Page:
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FDA Releases Update on Regulations for 3D Printing of Medical Devices

3D printing, also known as additive manufacturing, is a process that creates a three-dimensional object by building successive layers of raw material. Each new layer is attached to the previous one until the object is complete. Objects are produced from a digital 3D file, such as a computer-aided design (CAD) drawing or an MRI image.

The flexibility of 3D printing allows designers to make changes easily without the need to set up additional equipment or tools. It also enables manufacturers to create devices matched to a patient’s anatomy (patient-specific devices) or devices with very complex internal structures. These capabilities have sparked huge interest in 3D printing of medical devices and other products, including food, household items, and automotive parts.

Examples of 3D printed devices.
3D printed (left to right, top) models of a brain, blood vessel, surgical guide, and (bottom) medallion printed on FDA 3D printers.
Medical devices produced by 3D printing include orthopedic and cranial implants, surgical instruments, dental restorations such as crowns, and external prosthetics. As of December 2015, the FDA has cleared more than 85 3D printed medical devices. Due to its versatility, 3D printing has medical applications in:

Process of 3D Printing Medical Devices

The following sequence of steps is one example of the process:

  • Device Design: A design is created and validated using digital models with pre-specified sizes or digital models matched to a patient’s anatomy.
  • Software Workflow: The digital device design is converted to a buildable file that is sent to the printer. This file will often divide the design into layers, include additional support material to aid printing, and tell the printer where to build the device on the printer platform to prepare it for printing. The 3D printer often also requires some preparation to build different designs by changing settings for the material, type of design, and intended use.
  • Material Controls: Like any manufacturing process, 3D printing needs high quality materials that meet consistent specifications to build consistent high quality devices. To ensure this, procedures, requirements, and agreements called material controls are established between the suppliers, purchasers, and end-users of the material.
  • Printing: The object is printed using the design specifications included in the file.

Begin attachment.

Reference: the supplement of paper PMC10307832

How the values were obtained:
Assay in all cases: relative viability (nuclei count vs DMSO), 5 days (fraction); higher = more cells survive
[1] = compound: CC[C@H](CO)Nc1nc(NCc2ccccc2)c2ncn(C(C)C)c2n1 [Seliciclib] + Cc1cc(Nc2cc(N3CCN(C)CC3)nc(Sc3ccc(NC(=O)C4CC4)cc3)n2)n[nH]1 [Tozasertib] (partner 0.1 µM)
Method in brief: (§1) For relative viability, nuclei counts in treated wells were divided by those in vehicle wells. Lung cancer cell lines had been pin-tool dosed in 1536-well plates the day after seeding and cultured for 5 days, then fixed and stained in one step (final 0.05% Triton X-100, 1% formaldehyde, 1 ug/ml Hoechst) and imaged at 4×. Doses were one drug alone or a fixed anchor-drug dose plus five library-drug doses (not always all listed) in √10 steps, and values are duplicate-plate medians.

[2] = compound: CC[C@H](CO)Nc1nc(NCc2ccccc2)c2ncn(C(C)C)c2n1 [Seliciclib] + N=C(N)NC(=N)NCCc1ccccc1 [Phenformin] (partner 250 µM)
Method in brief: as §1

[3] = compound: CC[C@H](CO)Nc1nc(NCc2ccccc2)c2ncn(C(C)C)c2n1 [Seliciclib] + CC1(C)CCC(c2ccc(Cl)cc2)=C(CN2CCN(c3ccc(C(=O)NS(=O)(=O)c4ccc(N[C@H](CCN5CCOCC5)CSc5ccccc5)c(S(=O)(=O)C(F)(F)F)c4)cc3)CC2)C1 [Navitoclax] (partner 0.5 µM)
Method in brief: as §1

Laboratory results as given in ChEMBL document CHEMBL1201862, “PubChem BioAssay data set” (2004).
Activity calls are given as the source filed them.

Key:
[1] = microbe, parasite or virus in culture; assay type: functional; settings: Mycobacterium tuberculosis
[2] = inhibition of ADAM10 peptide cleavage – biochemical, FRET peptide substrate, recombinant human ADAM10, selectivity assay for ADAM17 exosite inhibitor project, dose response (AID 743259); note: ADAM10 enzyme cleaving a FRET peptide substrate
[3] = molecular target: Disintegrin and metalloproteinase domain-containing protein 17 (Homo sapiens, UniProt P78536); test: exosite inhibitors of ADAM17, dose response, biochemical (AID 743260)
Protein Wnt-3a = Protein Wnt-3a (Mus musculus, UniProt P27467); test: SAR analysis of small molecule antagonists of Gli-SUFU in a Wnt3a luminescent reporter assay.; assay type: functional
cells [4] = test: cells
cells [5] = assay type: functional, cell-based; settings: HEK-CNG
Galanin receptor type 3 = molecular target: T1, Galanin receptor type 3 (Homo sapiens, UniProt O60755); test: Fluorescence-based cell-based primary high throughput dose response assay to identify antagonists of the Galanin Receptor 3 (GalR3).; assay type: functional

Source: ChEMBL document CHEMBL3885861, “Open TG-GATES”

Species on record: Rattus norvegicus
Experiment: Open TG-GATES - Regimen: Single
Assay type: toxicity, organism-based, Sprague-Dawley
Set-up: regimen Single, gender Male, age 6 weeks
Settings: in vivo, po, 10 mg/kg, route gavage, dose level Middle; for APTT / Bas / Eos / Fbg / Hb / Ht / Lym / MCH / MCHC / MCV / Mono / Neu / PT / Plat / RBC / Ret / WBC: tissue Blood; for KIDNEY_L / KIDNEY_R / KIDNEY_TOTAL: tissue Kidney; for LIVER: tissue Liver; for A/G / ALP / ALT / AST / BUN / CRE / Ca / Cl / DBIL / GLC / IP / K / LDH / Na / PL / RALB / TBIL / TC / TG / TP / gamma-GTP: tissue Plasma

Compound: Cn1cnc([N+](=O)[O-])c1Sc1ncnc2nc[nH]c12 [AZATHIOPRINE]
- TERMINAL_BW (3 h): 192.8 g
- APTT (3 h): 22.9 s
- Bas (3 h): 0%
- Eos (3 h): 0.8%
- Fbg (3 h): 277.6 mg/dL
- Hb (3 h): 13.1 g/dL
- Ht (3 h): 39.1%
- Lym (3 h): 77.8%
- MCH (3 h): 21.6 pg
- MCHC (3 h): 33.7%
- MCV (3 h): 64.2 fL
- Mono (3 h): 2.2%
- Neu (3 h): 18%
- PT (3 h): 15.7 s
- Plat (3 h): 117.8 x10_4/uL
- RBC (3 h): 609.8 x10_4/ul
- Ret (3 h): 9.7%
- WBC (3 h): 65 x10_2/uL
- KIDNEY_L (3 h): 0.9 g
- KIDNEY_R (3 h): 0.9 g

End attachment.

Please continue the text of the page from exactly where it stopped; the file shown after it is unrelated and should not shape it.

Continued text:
• Post-Processing: After printing is complete, one or more post-processing steps may be performed on the device or component. These may include cleaning to remove residual debris, controlled cooling (also called annealing), and/or additional steps such as drilling, cutting, polishing, and sterilization.
  • Process Validation and Verification: Some device or component characteristics can be checked individually after they are produced to make sure they will function properly and meet specifications. This is especially true of geometric features which can be checked quickly and nondestructively. Other functional specifications, like mechanical strength, cannot be checked on every individual production unit because the test could destroy the object or is impractical. To ensure devices meet these specifications, validation of processes occurs before production begins. Process validation ensures that a manufacturing process will produce product that is within defined specifications if specified processing parameters are monitored and controlled.
  • Testing: Device testing is submitted to the FDA to show that it meets regulatory requirements and is reasonably safe and effective for its intended use. During production, samples may be tested to ensure that quality is being maintained. Each device or type of device has its own set of tests that may be based on FDA Guidance documents, international standards or internal process controls. Devices manufactured by 3D printing are generally subject to the same regulatory requirements as non-3D printed devices.

3D printing manufacturing process chart, showing Design leading to Software Workflow, leading to Build which also incorporates Material Control. This leads to post processing and then Testing Considerations. This flow-chart is a simple example of one possible 3D printing manufacturing process. Other possible processes may have different steps or additional branches. The Technical Considerations for Additive Manufactured Devices Draft Guidance describes each step in more detail.

Materials used in Devices

FDA does not typically clear or approve materials for general use in manufacture of medical device. For example, the FDA has approved spinal implants made from titanium alloy, but the FDA has not given blanket approval for the medical use of titanium. Materials used in formulating or constructing medical products are evaluated within the context of FDA’s evaluation of the safety and effectiveness of the medical product for its intended use. For additional information about how the FDA regulates medical devices, see Overview of Medical Device Regulation.

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